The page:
[C]onsult closely and on a timely basis with the appropriate congressional committees, keeping those committees fully apprised of those negotiations, and provide to those committees, including staff with appropriate security clearance, access to the text of any negotiating proposal or any other document presented by the United States that presents concepts or considerations for the negotiations. . . .

The bill also calls for the International Trade Commission to publish a report on the suspension or modification of any provisions of the trade agreement being proposed by the US Trade Representative and to conduct a public hearing on the proposal.

Senate SealS. 4063, by comparison, is far more concise. In particular, the bill states that:

The President, and any official, employee, or agent of the United States, may not negotiate or conclude any withdrawal, suspension, waiver, or modification to the TRIPS Agreement without obtaining explicit authorization from Congress before beginning negotiations with respect to that withdrawal, suspension , or modification.

HR 7430 has been referred to the House Ways and Means and House Rules committees. S. 4063 has been referred to the Senate Finance committee.

For additional information regarding this topic, please see:

• “Senators Send Letter to Commerce Secretary Regarding WTO Waiver Compromise,” March 28, 2022
• “The Proposed WTO IP Waiver: Just What Good Can It Do? — An Analysis,” March 24, 2022
• “IP Associations ‘Concerned’ by Reports of TRIPS Waiver Compromise,” March 24, 2022
• “More on Leaked WTO COVID-19 Vaccine Patent Waiver Compromise,” March 21, 2022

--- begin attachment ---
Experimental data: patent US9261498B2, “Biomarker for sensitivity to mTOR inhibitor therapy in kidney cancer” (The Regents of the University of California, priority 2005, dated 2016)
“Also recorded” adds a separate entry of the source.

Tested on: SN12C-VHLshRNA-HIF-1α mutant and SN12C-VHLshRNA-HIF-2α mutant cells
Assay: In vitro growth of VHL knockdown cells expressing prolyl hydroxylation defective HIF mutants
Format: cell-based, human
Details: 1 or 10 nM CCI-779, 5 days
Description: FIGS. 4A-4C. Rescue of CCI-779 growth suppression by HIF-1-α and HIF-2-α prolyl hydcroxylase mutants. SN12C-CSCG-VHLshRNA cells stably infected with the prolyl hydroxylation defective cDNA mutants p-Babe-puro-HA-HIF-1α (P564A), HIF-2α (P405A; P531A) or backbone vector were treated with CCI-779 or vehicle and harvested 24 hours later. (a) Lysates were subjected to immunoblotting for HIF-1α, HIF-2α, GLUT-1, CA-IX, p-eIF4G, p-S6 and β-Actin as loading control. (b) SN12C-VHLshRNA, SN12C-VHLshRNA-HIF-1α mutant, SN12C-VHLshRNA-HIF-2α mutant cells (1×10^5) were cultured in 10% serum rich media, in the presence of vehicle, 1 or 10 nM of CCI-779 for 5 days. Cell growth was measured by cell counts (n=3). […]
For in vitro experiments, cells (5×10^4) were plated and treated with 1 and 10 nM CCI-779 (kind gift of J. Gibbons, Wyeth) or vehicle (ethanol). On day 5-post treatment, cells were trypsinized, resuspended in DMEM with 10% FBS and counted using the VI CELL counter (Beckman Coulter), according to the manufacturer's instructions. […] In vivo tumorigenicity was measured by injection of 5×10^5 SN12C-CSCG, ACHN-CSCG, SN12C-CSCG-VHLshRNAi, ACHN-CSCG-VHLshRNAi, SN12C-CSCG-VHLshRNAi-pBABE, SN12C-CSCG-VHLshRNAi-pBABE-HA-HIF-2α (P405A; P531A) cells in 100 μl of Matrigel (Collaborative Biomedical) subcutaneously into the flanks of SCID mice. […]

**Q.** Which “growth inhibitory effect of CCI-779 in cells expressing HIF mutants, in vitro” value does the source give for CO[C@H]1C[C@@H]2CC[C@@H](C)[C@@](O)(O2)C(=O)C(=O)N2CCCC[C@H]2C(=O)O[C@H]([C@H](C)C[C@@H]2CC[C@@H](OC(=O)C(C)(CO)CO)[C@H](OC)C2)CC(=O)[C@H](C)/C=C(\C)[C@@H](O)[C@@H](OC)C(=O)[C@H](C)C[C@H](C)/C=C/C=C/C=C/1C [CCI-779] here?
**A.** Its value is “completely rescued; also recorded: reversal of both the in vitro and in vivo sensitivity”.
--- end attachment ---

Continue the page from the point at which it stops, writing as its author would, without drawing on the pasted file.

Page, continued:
• “Comromise Reportedly Reached on COVID-19 Vaccine Patent Waiver,” March 16, 2022
• “Sen. Tillis Writes to US Trade Representative (Again) regarding TRIPS Waiver,” December 12, 2021
• “US Trade Representative Responds to Letters from Senators regarding TRIPS Waiver,” November 14, 2021
• “US Chamber of Commerce Urges Administration to ‘Double Down’ on Global Vaccine Distribution,” November 3, 2021
• “Is This the WTO Waiver End Game?” July 25, 2021
• “BIO Declaration on Global Access to COVID-19 Vaccines and Treatments and Role of IP,” June 24, 2021
• “GOP Legislators Write in Opposition to Proposed TRIPS Waiver,” May 16, 2021
• “Population of Patents at Risk from Proposed WTO Patent Waiver,” May 12, 2021
• “Sen. Daines Urges Biden Administration to Withdraw Support for COVID-19 IP Waiver,” May 12, 2021
• “Pfizer CEO Pens Open Letter on COVID-19 Vaccine IP Waiver,” May 10, 2021
• “If the Devil of the WTO IP Waiver Is in the Details, What Are the Details?” May 9, 2021
• “The Road to Hell Is Paved with What Everybody Knows,” May 6, 2021
• “BIO & IPO Issue Statements on Biden Administration’s Support for Proposed WTO Waiver,” May 6, 2021
• “Biden Administration Supports Waiver of IP Protection for COVID-19 Vaccines,” May 5, 2021
• “Suspending IP Protection: A Bad Idea (That Won’t Achieve Its Desired Goals),” April 26, 2021
• “Sen. Tillis Asks Biden Administration to Oppose WTO Waiver Proposal,” April 21, 2021
• “IP Organizations Support Continued Opposition to Waiver Proposal,” April 5, 2021
• “Industry Coalition Supports Continued Efforts to Oppose Waiver Proposal,” March 29, 2021
• “BIO and PhRMA Urge Biden Administration to Oppose Proposed WTO TRIPS Waiver,” March 11, 2021
• “IPO Sends Letter on IP Law and Policy to President-Elect and Vice President-Elect,” January 4, 2021